‘I’m so stuck on The Novel,’ I moaned. ‘And when I do write all that comes out is rubbish.’
    ‘But that’s perfectly normal,’ she said. ‘Getting stuck and writing rubbish are all part of the process. That’s all I do most of the time.’
    Since then I’ve written two and a half new scenes, discovered something huge about one of my characters that I hadn’t suspected, and come up with a whole new twist to the plot. The fact that it’s OK to write rubbish has completely freed me up.
    At this stage, it appears, it’s the fact of writing that’s important, not what you write. I was confusing the process of writing novels with the process of writing blogs. The words for blog posts appear more or less in their final form, but the final form of my novel is many drafts away. Many of the scenes I’m writing now may not even appear, but I know they’re there. They’ve told me something. They’ve unravelled a bit more of the story.
    I did know that. Why do I keep forgetting it?

Today is Ellie’s day with the dogminder, the day she spends haring to and fro with a gang of other dogs and comes home exhausted and the day I get to myself to do exactly what I want. I planned to do a little walking, a little meditating, and lots of writing. Instead I woke up with a migraine and I know I won’t be good for much. It’s God’s way of telling me to take a break, I suppose.
    Oh dear, I have so much to learn.

Back to bed, and sorry if I’ve been writing rubbish again. My brain’s a little addled today.

Same rainbow, different time.
(Does that make it a different rainbow?)

Tuesday, 6 December 2011

Making do and mending

A few years ago I dropped a pair of woollen gloves while out walking Dog. A neighbour found them and brought them back.
    ‘I knew they were yours’, she said, ‘because the fingers were darned.’
    Frog and I were brought up in the fifties, a time of austerity and ‘make do and mend’. We both take great satisfaction in adapting, repairing, tracking down in unusual places and prolonging the life of – in his case technology and in my case clothes.
    Frog has sheds full of broken-down machinery chucked out by other people. He can’t bear to see it go to waste and, whenever he has a spare moment, tries to nurture it back to life. (What he does with it then is another question and a small bone of contention between us.)
    I don’t exactly have sheds full of clothes but I do have the aforementioned chest - of bits of material, sewing gone wrong, and worn-out garments that could conceivably be reused in some other guise . . .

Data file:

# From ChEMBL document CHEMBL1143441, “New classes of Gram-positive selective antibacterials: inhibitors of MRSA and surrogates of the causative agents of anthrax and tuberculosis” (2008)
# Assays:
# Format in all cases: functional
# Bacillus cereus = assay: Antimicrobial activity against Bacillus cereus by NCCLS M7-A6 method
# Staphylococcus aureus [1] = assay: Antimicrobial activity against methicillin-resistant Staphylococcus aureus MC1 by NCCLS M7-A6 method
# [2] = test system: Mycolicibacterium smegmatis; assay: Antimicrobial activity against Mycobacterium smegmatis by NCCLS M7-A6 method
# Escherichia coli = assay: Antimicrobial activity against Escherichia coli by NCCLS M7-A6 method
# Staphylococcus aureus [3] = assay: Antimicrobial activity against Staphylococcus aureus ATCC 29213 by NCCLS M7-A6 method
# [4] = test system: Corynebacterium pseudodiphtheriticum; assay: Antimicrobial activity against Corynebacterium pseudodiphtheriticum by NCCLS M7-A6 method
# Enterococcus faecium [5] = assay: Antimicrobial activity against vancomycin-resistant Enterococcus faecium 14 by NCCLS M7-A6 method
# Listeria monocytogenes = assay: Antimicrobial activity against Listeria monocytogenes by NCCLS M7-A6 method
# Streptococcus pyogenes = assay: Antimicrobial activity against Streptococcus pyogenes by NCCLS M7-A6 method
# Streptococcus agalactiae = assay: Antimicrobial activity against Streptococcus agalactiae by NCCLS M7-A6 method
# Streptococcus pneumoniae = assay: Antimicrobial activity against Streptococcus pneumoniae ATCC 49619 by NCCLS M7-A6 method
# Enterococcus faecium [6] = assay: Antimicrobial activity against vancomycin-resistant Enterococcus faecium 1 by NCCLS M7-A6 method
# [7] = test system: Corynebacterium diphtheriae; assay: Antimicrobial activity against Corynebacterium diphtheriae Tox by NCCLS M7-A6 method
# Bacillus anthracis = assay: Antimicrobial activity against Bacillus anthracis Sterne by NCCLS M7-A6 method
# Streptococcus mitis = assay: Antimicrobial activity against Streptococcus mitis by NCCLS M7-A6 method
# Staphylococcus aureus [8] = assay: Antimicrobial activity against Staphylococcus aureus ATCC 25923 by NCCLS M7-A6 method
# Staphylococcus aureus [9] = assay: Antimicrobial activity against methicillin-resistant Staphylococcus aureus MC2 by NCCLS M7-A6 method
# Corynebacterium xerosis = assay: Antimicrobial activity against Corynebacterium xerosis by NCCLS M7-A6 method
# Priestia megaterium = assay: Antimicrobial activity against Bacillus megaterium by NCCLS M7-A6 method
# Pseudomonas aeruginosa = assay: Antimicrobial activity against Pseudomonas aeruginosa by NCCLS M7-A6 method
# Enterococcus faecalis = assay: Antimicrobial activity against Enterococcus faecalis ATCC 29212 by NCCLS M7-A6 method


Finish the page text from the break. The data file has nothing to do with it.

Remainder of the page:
. . . not to mention a drawer full of bits of cord cut from posh shopping bags (that I use in projects such as the caftans I make for Frog), a ragbag, two crates of  old bed-linen, curtains, rugs and tablecloths that live under the spare-room bunks, and a suitcase of clothes I’ll never wear again but can’t bear to move on such as the psychedelic-patterned orange-and-pink trouser suit I made in my teens . . .

and the purple-and-black-striped lurex dress and jacket I wore in my twenties.

    I may also have mentioned that I’m tall. This means that I can hardly ever get clothes to fit. Either I have to buy men’s clothes which is depressing or I buy women’s and adapt them.
    One of my ruses is to combine two short t-shirts to make one long one. As you can see from the picture at the beginning of this post, the top and the bottom don’t usually match, but no one has ever commented on this particular eccentricity in my dress. Perhaps I am abetted by the current (or maybe not so current) fashion for wearing two or more t-shirts on top of each other. As you can also see, I sometimes extend arms as well.
       Mostly I use up old t-shirts for the extra bits, but I didn’t have anything appropriate for my current project, a white shirt. Luckily I found a size 20 white t-shirt in Sainsbury’s sale rail for £1.12p. More than enough material. What a find! (Even if non-PC.)

The work-in-progress
You might think from these pictures that pink and purple are my favourite colours. Actually, they're my second-favourite colours. Emerald green is my first but it's hard to find. I do have a lovely emerald-green t-shirt but sadly it's starting to go into holes now. It's a man's t-shirt so I took in the chest and the arms, and it has the word 'bollocks' on the back so I have to wear it inside out. I acquired it when I was helping my sister-in-law clear out her wardrobe. It was one of her chuck-outs. Another lucky find!